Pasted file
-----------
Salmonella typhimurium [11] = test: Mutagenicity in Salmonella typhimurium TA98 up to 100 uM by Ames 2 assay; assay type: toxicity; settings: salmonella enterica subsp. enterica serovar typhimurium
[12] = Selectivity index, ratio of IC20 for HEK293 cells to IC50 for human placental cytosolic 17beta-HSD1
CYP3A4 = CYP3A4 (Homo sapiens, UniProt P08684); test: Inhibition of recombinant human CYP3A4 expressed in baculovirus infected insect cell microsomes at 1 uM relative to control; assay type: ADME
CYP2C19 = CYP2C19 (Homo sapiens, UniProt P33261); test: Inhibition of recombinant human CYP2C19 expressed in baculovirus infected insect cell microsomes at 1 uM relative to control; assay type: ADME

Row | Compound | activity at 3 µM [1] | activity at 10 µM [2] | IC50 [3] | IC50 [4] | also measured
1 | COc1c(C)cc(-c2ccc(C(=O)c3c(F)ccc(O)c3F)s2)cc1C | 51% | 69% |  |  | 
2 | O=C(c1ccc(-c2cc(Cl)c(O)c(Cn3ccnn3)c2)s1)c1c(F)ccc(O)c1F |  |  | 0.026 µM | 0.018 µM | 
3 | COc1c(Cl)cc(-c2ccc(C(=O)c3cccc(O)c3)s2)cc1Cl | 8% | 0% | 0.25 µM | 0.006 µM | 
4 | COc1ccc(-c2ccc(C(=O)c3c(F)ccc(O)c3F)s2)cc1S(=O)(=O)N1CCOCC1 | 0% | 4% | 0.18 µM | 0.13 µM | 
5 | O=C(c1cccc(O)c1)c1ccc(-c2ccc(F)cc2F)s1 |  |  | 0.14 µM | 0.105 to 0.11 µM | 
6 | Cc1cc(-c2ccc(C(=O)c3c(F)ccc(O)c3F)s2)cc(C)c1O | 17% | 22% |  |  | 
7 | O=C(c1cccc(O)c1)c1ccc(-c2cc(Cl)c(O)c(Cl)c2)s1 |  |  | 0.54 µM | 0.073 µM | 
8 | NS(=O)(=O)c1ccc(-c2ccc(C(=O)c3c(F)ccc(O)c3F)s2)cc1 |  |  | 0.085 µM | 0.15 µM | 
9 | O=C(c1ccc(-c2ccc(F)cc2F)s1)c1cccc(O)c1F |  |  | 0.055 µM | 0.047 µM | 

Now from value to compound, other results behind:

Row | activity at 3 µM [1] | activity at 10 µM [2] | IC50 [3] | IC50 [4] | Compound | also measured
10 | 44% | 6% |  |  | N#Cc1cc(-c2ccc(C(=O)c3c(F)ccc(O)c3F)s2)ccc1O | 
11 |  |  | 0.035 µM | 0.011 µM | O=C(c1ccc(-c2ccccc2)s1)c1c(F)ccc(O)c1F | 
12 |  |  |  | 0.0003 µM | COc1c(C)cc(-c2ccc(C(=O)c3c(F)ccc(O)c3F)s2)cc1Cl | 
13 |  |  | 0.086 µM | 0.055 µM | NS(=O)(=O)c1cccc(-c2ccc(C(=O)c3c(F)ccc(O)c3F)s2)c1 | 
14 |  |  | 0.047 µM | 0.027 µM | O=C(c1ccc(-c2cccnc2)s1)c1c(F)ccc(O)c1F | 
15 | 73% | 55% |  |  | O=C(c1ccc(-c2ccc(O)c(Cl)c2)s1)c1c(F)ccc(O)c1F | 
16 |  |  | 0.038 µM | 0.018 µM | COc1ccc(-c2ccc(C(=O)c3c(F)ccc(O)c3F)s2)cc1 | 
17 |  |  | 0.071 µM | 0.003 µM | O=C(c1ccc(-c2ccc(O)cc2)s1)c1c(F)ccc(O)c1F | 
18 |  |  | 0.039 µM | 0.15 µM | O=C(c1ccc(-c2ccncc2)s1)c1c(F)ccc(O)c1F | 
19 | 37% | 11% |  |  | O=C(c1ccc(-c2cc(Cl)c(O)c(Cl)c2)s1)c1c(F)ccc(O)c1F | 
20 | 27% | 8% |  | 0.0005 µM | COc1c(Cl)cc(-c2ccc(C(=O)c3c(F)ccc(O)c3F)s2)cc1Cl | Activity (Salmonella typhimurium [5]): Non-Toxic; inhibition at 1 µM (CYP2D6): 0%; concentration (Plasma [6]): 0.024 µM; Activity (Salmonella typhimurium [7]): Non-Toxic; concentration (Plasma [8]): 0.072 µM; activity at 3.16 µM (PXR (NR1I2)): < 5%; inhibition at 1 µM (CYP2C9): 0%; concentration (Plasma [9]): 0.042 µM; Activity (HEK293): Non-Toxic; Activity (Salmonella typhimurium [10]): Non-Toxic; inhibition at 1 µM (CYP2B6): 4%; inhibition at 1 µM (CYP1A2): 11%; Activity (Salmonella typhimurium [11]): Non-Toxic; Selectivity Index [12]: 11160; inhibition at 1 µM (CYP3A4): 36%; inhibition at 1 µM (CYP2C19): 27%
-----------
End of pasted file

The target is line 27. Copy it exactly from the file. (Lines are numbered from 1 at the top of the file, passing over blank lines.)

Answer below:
20 | 27% | 8% |  | 0.0005 µM | COc1c(Cl)cc(-c2ccc(C(=O)c3c(F)ccc(O)c3F)s2)cc1Cl | Activity (Salmonella typhimurium [5]): Non-Toxic; inhibition at 1 µM (CYP2D6): 0%; concentration (Plasma [6]): 0.024 µM; Activity (Salmonella typhimurium [7]): Non-Toxic; concentration (Plasma [8]): 0.072 µM; activity at 3.16 µM (PXR (NR1I2)): < 5%; inhibition at 1 µM (CYP2C9): 0%; concentration (Plasma [9]): 0.042 µM; Activity (HEK293): Non-Toxic; Activity (Salmonella typhimurium [10]): Non-Toxic; inhibition at 1 µM (CYP2B6): 4%; inhibition at 1 µM (CYP1A2): 11%; Activity (Salmonella typhimurium [11]): Non-Toxic; Selectivity Index [12]: 11160; inhibition at 1 µM (CYP3A4): 36%; inhibition at 1 µM (CYP2C19): 27%